Tiff or png

“why does this look different than what I’m seeing on my screen”

I’ve gotten this a few times, and each time have explained the differences between a backlit LED screen verses ink on paper.

In my experience I like to use the .psd,
as there have been rare cases where the tif shows up with a black background.
I try not to use .png for printing but if i have to and the client isn’t fussy I could get away with it.

I print what you send me.
.tif, .psd, .eps, .png, I’ll even print that fake halftone bitmap if that’s what you want.
RGB? sure. CMYK, sure.

I draw the line at .psb files though.

And what seems to be forgotten in this entire conversation, though it is implied in several places (and may be in one of the posts I didn’t read,) once you convert an image to CMYK and save it and close it, you may as well not bother converting back to RGB. That color information was lost forever on that closing. Always work on a copy (should go without saying.)

And sRGB is no better than CMYK. A lot of stock companies are supplying images as sRGB, mostly for file size reasons. It certainly isn’t equivalent to full gamut RGB. Most pro photogs save RAW. ProPhoto RGB is the best bet for the most color information for conversion to press profiles but you do risk a severe shift if you don’t know what to expect. As B mentioned, at least having a look at what a proper CMYK profile conversion looks like can stave off the most unexpected results.

And speaking of profiles, in my world, using them is dependent on the machine doing the printing, the inkset in the machine, and the media on which the ink is being jetted (and to some extent the overlamination finishing process.) No where in any of the Adobe softwares are you going to find those profiles. And while some printers may provide Job Options for your PDF output, there is a reason a lot of wide format places want Native files. To apply those highly custom and sometimes proprietary profiles to imagery to get the best possible result. Not that many are left out there. Today’s market seems to be “Done is Good, color be damned.”

I only have a few years left to retirement. I will turn my back on this industry so fast, there will be whirlwinds.

I agree with most here. If it has a transparent background I will use a PSD file.

I’m only in my early 40’s and I’m seriously considering retiring from the industry.

Compressed images like png or jpeg always lose quality.

But the main reason I use psd is that in InDesign I can (des)activitate a layer .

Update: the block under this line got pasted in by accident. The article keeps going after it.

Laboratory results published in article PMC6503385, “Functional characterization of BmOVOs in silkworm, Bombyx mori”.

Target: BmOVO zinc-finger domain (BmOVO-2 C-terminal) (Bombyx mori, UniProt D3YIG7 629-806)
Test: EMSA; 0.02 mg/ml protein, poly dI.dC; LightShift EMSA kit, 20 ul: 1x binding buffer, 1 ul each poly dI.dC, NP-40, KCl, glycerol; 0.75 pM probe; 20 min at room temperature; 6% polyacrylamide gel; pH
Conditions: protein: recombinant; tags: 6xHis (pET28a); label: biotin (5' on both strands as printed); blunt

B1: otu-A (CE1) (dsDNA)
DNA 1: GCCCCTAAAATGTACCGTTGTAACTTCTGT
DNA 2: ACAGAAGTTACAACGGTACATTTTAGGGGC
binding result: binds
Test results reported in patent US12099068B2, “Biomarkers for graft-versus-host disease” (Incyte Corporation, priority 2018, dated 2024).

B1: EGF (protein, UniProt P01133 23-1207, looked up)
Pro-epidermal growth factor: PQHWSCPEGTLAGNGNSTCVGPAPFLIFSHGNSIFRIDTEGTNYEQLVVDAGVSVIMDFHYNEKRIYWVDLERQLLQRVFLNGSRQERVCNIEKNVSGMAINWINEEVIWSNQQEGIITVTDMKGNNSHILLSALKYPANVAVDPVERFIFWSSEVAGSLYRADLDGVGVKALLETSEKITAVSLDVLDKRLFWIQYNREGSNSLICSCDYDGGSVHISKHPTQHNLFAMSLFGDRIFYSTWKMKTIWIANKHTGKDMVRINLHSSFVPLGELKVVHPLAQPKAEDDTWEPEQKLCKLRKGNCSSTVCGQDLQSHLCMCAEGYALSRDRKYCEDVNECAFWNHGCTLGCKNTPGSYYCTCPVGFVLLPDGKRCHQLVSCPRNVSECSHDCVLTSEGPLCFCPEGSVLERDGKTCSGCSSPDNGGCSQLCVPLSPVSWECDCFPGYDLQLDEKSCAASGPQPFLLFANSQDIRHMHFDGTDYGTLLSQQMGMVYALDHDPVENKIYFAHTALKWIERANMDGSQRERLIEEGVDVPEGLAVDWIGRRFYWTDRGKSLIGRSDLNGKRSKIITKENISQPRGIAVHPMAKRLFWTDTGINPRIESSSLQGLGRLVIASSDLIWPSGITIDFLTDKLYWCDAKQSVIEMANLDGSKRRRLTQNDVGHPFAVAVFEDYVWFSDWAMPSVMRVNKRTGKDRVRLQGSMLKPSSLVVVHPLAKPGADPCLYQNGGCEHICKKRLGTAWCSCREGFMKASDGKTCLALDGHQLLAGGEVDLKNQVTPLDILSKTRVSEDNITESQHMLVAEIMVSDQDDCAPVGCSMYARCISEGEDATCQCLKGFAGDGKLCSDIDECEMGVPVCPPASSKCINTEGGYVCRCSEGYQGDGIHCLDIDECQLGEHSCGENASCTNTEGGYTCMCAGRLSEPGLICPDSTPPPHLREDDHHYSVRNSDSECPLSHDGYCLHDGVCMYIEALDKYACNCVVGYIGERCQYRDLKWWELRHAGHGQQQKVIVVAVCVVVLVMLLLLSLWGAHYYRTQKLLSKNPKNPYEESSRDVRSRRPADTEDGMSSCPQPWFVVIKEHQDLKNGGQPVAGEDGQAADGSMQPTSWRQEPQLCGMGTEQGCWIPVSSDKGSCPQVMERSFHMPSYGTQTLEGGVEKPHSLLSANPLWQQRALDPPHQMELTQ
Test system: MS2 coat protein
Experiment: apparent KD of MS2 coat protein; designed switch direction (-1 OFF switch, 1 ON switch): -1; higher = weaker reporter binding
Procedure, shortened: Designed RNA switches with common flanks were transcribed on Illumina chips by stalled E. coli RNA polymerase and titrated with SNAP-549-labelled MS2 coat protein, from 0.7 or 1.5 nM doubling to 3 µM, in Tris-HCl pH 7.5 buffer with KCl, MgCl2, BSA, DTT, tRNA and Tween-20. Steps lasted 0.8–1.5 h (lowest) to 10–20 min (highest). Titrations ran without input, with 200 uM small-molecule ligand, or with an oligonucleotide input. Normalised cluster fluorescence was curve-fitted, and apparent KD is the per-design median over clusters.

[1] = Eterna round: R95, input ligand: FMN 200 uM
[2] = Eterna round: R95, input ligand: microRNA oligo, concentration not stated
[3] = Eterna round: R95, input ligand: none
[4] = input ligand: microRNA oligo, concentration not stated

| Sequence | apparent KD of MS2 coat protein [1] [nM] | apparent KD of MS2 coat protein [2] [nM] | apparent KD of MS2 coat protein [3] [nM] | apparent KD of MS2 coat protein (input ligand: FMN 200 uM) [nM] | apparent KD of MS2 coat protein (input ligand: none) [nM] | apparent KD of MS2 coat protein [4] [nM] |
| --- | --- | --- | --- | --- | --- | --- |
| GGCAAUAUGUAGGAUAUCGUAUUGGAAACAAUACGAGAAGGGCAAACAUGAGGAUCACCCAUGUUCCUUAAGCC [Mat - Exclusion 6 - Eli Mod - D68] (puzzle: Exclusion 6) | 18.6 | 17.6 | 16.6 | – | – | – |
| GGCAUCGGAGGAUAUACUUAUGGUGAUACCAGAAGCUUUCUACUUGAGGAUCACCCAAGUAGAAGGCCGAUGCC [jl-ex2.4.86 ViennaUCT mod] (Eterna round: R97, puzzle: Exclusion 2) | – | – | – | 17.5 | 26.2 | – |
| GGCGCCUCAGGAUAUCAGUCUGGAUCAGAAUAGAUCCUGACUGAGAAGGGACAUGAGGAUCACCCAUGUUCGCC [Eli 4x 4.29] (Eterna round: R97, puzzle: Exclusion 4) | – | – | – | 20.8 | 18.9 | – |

The same thing goes for an ai document

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If you’re supplied a JPEG or PNG - and htere are no edits to it - then changing the file format to another for the sake of it - that is opening the image and resaving it to a TIFF or PSD with no edits - you gain absoultely nothing by doing this - except a larger file size.

If you are making edits - then you need to choose the best option for you for the reproduction - whether that is resaving as JPEG or saving as PDF or saving as TIFF or PSD.

You do what the best option is for you.

placed in InDesign
With TIFF and PSD - the vector masks, shapes, and text layers are rasterised to the native file resolution of the TIFF or PSD.
For this reason - if you have vector masks/shapes, text layers in your Photoshop files, then you’re better off saving as a PDF.

And note - any Smart Object or Smart Layer is also rasterised to the native resolution of the Photoshop File.

No, they don’t.
A tiff saved to JPEG with maximum compression - you won’t see any artifacts.
You can test this yourself by taking a Hi Res Tiff - save it as JPEG with maximum compression
Place the JPEG on a layer above in the original image.
Set the JPEG layer to difference - zoom in - any differences will be visible.

Yes, if you save with minimum compression - of course it degrades.

PNG does not have lossy compression. PNG uses LZW compression - which is lossless. Unlike JPG that uses DCT compression.

If you’ve used layers, yes that is handy. If you haven’t - then why bother?

You could do the same with a PDF - TIff - PSD
Or any of the file formats that support layers.

Wait, what?
“Maximum Compression” = minimum quality
“Minimum Compression” = maximum quality.

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Did I mix it up?

Should exchange “compression” for quality
image

Maximum Quality…

Thanks for catching that slip of the pen.

I blame Adobe for naming the compression control “Quality”. It’s a goofy dialog all around that hasn’t changed since Photoshop 4.

Hadn’t really thought about it.

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